In terms of economic feasibility, the new method is currently not superior, because the cost of the CA needs to be factored in. Even though the enzyme is not consumed directly in the process—enzymes function like catalysts in an industrial plant, they facilitate the reactions between other compounds – some new CA needs to be added to keep the process going. The price of the enzyme will go down if and when more capture facilities adapt the method, allowing CA to be produced with economy of scale. Still, for some time the cost of the enzyme will imply that the new, more efficient process will have overall costs that roughly equal those of current CO2 capture by amines without enzymes added.

“So initially, the advantage will not be economical, but by operating smaller and more energy-efficient plants, carbon capture becomes more sustainable. On top of that we’re using a green additive, since enzymes are manufactured at biotechnological plants under mild conditions,” Nicolas von Solms points out.

Experiments and modelling proving the efficiency of the CA-based method have mainly been carried out by Arne Gladis in his PhD project at DTU Chemical Engineering. Arne Gladis was supported by an EU grant through the INTERACT project which also included Professor John Woodley (PROSYS research centre), and after completing his PhD degree, Arne Gladis is now with Wacker Chemie, Germany. The efforts are continued by Postdoc Humbul Suleman, supported by a Eurotech scholarship. Supervisors in both contexts are Associate Professors Nicolas von Solms and Philip L. Fosbøl. The efforts are carried out in collaboration with Novozymes, world leading supplier of industrial enzymes.


Carbon Capture at DTU Chemical Engineering

Some 8-9 researchers and a similar number of students are doing projects on carbon capture at DTU Chemical Engineering. The efforts are anchored in AT CERE (Applied Thermodynamics, Center for Energy Resources Engineering).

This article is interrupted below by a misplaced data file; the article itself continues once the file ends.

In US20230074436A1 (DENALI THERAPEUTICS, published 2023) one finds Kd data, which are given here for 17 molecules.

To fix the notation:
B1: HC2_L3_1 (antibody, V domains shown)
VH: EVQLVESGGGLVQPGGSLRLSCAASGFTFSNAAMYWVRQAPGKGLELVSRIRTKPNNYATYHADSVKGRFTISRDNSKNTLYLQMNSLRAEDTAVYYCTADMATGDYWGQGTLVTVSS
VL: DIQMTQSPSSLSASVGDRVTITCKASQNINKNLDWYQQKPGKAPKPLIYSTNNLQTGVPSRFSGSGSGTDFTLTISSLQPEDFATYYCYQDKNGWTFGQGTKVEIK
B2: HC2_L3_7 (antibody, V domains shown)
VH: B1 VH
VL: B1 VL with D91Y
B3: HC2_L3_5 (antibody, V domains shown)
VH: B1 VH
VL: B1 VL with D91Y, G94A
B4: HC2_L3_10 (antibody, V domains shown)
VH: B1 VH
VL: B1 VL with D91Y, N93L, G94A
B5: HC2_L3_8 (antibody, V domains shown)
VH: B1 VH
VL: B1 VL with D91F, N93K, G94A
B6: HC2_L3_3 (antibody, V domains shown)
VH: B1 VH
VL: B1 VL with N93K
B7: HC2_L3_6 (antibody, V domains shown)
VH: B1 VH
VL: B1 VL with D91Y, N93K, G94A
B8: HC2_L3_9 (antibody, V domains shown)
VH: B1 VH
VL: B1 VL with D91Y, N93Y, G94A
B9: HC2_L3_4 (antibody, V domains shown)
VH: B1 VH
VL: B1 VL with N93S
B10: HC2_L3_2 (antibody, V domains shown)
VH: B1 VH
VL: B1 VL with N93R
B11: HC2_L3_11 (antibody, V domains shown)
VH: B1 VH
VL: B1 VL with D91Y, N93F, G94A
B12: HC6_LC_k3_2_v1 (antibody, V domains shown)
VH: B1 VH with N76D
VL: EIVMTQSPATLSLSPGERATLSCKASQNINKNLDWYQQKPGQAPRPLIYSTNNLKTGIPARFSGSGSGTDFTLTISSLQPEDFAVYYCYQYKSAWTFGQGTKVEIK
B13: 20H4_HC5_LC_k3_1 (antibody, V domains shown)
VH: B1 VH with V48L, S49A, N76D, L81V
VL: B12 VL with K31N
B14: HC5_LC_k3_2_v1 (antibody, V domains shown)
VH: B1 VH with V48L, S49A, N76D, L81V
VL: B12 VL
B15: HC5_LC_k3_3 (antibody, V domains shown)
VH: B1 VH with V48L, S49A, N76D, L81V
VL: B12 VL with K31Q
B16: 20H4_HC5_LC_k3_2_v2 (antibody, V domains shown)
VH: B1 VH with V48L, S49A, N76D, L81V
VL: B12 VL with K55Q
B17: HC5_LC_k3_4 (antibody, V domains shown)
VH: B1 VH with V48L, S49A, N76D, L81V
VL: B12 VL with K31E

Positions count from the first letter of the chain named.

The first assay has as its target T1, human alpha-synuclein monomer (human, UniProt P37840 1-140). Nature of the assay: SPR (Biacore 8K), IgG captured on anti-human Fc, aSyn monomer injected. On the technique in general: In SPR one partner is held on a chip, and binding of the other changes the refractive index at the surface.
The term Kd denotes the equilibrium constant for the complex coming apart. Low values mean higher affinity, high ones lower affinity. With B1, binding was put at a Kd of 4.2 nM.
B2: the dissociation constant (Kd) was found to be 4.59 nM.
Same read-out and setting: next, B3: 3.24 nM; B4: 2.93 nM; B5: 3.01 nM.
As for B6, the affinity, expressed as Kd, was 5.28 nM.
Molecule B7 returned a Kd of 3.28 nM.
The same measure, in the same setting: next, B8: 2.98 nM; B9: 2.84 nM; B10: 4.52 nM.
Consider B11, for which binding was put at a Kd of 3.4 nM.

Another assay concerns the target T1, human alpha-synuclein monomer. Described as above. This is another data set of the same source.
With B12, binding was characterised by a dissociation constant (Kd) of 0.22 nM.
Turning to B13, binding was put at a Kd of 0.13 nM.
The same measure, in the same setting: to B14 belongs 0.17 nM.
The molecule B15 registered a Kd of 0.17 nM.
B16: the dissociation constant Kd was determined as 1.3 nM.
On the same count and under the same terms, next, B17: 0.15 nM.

Fundamental research projects on the subject include the use of ionic liquids (ILs) as solvents for carbon capture, and swapping CO2 for methane in gas hydrates, respectively. Both of these projects are coordinated by Associate Professor Nicolas von Solms.

Further, carbon capture plays a role in three ongoing projects with biogas as the common denominator. In the first project, MeGa-StorRE (Methane Gas Storage for Renewable Energy), methane is produced by removing CO2 from the biogas. In the second project, Bio Re-fuel, CO2 is also removed from the biogas, but instead of methane, the end-product will be methanol. The third project, BioCO2, focuses on utilizing the captured CO2 as a valuable industrial feedstock. All three projects are coordinated by Associate Professor Philip L. Fosbøl. The MeGa-StoRE and Bio Re-fuel projects were originally developed at DTU Mechanical Engineering, still a partner in both projects.

Finally, there has been research on carbonate looping in CHEC research centre with collaboration with FLSmidth & Co. A/S coordinated by Associate Professor Weigang Lin. Carbonate looping is a second-generation carbon capture technology, which is especially suitable for the cement industry, where the raw materials can be reacted reversibly between their carbonate form and their oxide form to separate CO2 from other gases with lower energy penalty.